Yet it’s worth noting that far from being an eccentric position, View B was the standard orthodoxy in Western jurisprudence for over two millennia, being endorsed by thinkers from Plato and Cicero to Thomas Aquinas and William Blackstone; and in the past century, though it had long since ceased to be orthodoxy, it continued to attract such defenders as libertarian writer Rose Wilder Lane and civil-rights leader Martin Luther King Jr.[80]  Even today the view has a hold in popular culture; for example, in the 2010 film Machete, Jessica Alba’s character says:  “There are lots of laws. But if they don’t offer us justice, then they aren’t laws; they are just lines drawn in the sand by men who would stand on your back for power and glory.”  These endorsements don’t show that View B is true, but they do give us reason to take it seriously.
Why might one think View B is true?  Well, to begin with, laws claim authority; and one might accordingly think that a successful law – that is, something that succeeds in being a law – would have to be one that actually has the authority it claims.  If only just laws can have authority, we get the upshot that lex injusta non est lex – an unjust law is not a law.  This style of argument seems to be the dominant one in the natural-law tradition.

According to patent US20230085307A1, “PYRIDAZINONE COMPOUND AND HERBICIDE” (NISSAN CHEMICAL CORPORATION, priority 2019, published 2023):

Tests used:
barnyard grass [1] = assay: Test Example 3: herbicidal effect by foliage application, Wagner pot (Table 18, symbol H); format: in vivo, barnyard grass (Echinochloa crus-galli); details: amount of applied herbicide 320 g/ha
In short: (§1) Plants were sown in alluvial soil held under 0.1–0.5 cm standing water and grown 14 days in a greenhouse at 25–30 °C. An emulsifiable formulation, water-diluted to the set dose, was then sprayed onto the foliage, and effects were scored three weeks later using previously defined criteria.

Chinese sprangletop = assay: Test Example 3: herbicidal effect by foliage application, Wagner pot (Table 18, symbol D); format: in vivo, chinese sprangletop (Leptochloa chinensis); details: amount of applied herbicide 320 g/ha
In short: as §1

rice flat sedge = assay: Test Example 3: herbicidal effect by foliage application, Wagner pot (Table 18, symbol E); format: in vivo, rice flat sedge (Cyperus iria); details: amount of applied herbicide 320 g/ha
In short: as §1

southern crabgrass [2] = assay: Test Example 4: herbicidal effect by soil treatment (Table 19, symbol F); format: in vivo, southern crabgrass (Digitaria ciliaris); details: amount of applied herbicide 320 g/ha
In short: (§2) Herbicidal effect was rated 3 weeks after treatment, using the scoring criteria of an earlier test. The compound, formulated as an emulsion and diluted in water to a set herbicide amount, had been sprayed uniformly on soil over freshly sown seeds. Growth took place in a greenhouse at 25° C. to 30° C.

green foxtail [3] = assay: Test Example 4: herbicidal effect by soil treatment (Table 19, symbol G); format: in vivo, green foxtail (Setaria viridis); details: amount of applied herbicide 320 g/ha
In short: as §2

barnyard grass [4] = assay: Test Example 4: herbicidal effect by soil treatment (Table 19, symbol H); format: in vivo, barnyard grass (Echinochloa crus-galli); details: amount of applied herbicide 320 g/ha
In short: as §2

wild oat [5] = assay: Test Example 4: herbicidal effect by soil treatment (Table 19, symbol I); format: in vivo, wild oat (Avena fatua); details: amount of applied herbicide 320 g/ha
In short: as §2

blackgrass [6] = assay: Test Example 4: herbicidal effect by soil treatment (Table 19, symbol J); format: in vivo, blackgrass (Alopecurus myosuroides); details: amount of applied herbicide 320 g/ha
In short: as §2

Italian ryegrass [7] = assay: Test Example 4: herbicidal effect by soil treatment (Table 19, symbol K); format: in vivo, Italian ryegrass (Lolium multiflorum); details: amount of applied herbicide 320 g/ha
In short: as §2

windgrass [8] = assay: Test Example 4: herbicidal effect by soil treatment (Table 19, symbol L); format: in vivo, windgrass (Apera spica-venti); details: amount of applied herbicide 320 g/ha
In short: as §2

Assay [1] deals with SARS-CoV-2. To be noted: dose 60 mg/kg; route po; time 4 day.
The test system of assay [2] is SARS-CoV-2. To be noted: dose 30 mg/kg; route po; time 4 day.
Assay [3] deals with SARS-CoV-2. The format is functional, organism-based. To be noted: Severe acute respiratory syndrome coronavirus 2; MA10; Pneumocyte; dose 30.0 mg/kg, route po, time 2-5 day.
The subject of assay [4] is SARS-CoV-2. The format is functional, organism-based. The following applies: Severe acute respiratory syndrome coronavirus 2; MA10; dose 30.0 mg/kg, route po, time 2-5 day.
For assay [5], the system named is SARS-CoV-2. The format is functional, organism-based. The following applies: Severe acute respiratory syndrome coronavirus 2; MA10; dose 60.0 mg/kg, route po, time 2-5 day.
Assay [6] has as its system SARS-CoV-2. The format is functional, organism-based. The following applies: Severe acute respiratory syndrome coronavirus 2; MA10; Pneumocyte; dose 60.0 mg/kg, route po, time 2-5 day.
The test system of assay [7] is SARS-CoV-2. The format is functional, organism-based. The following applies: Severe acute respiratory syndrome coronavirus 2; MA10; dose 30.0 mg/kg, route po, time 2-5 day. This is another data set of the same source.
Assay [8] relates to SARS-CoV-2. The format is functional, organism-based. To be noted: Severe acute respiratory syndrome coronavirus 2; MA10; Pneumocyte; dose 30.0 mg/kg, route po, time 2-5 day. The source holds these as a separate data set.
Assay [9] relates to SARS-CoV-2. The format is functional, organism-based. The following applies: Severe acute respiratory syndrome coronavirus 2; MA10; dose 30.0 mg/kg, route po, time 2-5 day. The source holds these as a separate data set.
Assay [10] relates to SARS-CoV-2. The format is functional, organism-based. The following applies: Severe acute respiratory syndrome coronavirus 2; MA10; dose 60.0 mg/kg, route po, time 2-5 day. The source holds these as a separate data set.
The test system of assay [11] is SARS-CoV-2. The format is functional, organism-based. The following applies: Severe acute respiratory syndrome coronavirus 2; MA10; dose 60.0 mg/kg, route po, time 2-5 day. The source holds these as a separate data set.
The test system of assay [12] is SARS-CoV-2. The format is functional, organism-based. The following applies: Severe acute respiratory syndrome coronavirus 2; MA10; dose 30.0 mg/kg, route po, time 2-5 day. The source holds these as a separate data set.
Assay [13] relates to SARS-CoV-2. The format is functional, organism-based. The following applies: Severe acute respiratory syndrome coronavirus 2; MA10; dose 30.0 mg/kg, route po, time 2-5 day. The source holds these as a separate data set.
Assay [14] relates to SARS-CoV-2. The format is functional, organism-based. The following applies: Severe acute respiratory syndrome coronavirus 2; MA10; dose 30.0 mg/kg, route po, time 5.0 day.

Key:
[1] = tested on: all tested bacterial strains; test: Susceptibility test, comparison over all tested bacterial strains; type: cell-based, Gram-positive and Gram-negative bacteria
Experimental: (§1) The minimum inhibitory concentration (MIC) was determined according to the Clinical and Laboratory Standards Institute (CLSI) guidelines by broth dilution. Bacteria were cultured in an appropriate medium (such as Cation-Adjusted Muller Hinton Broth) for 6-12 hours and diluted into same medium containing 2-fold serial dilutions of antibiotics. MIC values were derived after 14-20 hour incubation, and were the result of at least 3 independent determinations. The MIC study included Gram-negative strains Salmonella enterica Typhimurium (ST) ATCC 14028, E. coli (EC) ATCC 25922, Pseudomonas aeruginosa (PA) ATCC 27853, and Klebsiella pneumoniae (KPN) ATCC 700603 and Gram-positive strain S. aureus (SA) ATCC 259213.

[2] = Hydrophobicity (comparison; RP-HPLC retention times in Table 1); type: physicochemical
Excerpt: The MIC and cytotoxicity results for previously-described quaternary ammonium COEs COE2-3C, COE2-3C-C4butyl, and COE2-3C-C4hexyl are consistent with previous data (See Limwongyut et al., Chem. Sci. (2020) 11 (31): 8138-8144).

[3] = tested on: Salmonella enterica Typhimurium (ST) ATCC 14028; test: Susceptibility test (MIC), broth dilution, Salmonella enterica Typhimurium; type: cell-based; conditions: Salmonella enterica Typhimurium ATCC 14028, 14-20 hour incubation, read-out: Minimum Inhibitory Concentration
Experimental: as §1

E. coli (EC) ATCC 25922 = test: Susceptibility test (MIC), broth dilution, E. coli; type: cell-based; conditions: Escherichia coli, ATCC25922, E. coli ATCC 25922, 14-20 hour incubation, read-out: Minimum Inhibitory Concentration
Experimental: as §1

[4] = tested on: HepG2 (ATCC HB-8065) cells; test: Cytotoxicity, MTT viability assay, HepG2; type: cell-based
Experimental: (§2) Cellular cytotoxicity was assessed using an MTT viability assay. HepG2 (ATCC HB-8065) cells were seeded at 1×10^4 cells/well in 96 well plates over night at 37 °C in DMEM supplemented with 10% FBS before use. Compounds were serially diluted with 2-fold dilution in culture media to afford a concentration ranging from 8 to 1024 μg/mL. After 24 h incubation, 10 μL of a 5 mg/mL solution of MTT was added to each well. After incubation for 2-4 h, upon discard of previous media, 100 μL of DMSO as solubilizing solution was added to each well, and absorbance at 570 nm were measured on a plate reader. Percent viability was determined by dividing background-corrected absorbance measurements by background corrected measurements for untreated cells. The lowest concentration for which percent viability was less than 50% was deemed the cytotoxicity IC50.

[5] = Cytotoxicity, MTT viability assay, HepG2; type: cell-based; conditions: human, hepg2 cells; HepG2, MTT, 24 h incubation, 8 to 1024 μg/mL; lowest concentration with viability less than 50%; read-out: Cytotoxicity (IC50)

A slightly different argument for View B takes laws as having a function; by that reasoning, only statutes that are suited to achieve that function will count as genuine laws, at least in the full-fledged sense.  If the function in question is one to which justice is requisite, then lex injusta non est lex follows once again.
This latter style of argument seems to be the one that Spooner finds most compelling.  For Spooner, knowledge of natural law is “the science which alone can tell us on what conditions mankind can live in peace,” and accordingly “wherever mankind have attempted to live in peace with each other,” they have found obedience to natural law to be an “indispensable condition.”